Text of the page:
Youths Flee Somalia, Flood Land of Lakes

Print More

Minneapolis—In the late 1990s, Minneapolis faced a surprise dilemma: This heartland city had suddenly become the preferred U.S. destination for refugee families from war-torn Somalia.

Grants posed a challenge for youth and social agencies, but the way Minneapolis (pop. 383,000) welcomed newcomers also appeared to be a reason that the Somali community was growing. Thousands were choosing Minneapolis based on what they heard from earlier arrivals.

In a reflection of what typically happens in American communities, the sudden presence of Somali youngsters did not bring an increase in funding to help immigrant youth integrate.

“There are not a lot of dollars that target youth refugee groups,” says Linda Bryant, director of the Brian Coyle Community Center in Cedar Riverside, one of the city’s gateway neighborhoods for immigrants. “There are dollars for adults if you’re working with families or with job training, but not for youth.”

This means that the Coyle Center, one of six Pillsbury United Communities centers in the city, had to adapt to the new population through its standard programs funded by United Way, the Minneapolis Parks and Recreation Board and other sources.

But the Coyle Center also took on a new ally, turning over office space to the Confederation of Somali Communities in Minnesota. “We’re the heart, the pulse, a hub of activity,” says Abdulla Warsame, operations manager for the confederation.

The center now houses a food bank that specializes in foods Somali families favor, and offers legal counseling and other family services.

Only recently, however, did it add a native Somali youth worker – a part-time outreach position added through Street Works, a collaborative that works with homeless youth.

Coyle must try to integrate Somali youth and those of other backgrounds, Bryant says. “We have no choice. If you live here, your neighbors are going to be Somalis.”

But it’s not clear how large the Minneapolis Somali community is. The U.S. Census Bureau has not yet released a figure from the 2000 census. Estimates range from 6,000 to 60,000, but a figure of 30,000 is widely accepted.

The front lines of cultural adjustment also run through Roosevelt High, which is 39 percent Somali. The Somali presence in the school corridors and elsewhere in the city is noticeable, in part because many Somali women and girls wear traditional dresses and scarves.

Somali youth are tugged in two directions: toward traditional Muslim ways and toward the ways of their new home, Somalis say. “[Somali] parents who have teenagers worry that their children will change – that they will learn something different,” says Shamsa Idle, a Somali outreach worker for Way to Grow, an early childhood program managed by the Minneapolis Youth Coordinating Board (YCB).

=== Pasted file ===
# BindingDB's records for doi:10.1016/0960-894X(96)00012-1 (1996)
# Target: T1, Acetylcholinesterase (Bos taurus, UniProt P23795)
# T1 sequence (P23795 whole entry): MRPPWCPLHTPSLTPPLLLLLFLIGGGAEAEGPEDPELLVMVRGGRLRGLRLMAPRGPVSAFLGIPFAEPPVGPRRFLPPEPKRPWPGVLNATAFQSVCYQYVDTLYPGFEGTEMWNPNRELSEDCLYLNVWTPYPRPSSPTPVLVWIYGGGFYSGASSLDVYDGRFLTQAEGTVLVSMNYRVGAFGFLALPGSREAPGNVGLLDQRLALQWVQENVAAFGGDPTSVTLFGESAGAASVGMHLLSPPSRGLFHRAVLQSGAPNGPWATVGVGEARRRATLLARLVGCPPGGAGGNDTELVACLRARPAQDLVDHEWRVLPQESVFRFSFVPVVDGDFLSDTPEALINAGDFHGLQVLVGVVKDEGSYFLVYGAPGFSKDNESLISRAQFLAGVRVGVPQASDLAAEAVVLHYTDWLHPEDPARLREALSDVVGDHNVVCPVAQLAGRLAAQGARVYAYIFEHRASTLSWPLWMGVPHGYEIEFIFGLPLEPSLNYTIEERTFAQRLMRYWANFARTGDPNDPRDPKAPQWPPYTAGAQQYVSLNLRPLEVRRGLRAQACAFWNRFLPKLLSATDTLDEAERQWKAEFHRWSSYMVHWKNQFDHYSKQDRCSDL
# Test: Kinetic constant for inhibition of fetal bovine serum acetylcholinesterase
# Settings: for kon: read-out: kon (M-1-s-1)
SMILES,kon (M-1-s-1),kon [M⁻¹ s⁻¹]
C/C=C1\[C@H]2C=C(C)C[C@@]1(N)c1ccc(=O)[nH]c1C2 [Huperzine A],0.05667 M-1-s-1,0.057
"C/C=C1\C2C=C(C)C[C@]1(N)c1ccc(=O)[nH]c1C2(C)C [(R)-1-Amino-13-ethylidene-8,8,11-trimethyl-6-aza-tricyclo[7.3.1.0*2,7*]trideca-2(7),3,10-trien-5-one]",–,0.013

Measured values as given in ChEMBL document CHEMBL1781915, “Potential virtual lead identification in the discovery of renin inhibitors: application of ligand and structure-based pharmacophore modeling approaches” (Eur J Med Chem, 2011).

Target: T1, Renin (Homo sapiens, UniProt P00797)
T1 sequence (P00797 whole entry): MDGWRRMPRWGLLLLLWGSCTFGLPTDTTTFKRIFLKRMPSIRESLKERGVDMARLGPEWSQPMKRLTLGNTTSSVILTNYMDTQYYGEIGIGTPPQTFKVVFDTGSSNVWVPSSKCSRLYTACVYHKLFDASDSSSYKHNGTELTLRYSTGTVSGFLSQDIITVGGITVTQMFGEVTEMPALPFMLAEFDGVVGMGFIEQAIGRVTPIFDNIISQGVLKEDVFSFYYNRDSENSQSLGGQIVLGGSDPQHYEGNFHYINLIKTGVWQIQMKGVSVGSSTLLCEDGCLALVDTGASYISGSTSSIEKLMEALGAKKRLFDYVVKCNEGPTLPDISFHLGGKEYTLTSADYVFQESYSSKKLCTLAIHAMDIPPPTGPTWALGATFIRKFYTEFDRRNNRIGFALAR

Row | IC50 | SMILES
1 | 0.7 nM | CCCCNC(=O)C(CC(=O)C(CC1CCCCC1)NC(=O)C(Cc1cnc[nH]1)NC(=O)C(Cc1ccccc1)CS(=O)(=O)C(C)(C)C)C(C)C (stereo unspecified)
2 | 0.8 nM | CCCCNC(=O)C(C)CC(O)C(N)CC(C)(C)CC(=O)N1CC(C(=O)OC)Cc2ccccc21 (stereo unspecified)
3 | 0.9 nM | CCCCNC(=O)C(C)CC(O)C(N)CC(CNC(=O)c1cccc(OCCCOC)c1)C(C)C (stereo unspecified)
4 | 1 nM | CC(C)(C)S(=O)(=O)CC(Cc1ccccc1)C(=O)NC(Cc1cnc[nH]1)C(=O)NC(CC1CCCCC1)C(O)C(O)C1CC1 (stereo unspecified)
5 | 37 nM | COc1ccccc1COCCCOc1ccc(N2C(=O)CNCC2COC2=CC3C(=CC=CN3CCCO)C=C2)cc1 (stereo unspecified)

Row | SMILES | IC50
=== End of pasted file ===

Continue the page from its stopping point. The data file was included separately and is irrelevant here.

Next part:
Idle was hired in 1997, even before it became fully evident the Somali presence was likely to be large and long-term. With funding from the St. Paul-based Archibald Bush Foundation, YCB sponsored a 1999 study of newly arrived East African families. The study found that the families encountered social isolation and difficulties finding decent housing, child care and places for children to play.

Idle says her work with 40 families often involves introducing them to ways of American life that have no parallels in Somalia. There are no youth workers, there, Idle says, and concepts like preventive medicine have yet to gain a foothold.

“We tell parents they need to be involved in the school, to know the teachers and how your child is doing,” Idle says. “Then we need to tell them to go to appointments for their children’s checkups. We don’t have checkups in Somalia. When we’re not sick, we don’t go to the doctor.”

Some Somali families still hope to isolate their children and raise them in traditional ways, Idle says. “They think they need special school only with other Somalis,” she says. “I tell them they need to get involved in the schools here.”

Local news coverage about Somali youths has tended to focus on fights between the East Africans and other groups.
Bryant insists this gives a false impression of their adjustment. A few incidents, including a July 2001 shooting in a park next to the Coyle Center and fights at the Mall of America in suburban Bloomington, made it seem that Somali and black youths were warring.

But the after-school crowd in the gym at the Coyle Center includes Somalis, Ethiopians, Hispanics, blacks and Asian-Americans, plus a few white kids. And the youths are not fighting; they’re playing basketball, talking, laughing.

Bryant says she sets strict rules. “If there’s a fight in the gym, we close the gym. They have to calm each other down.”

Contact: Coyle Community Center, (612) 338-5282.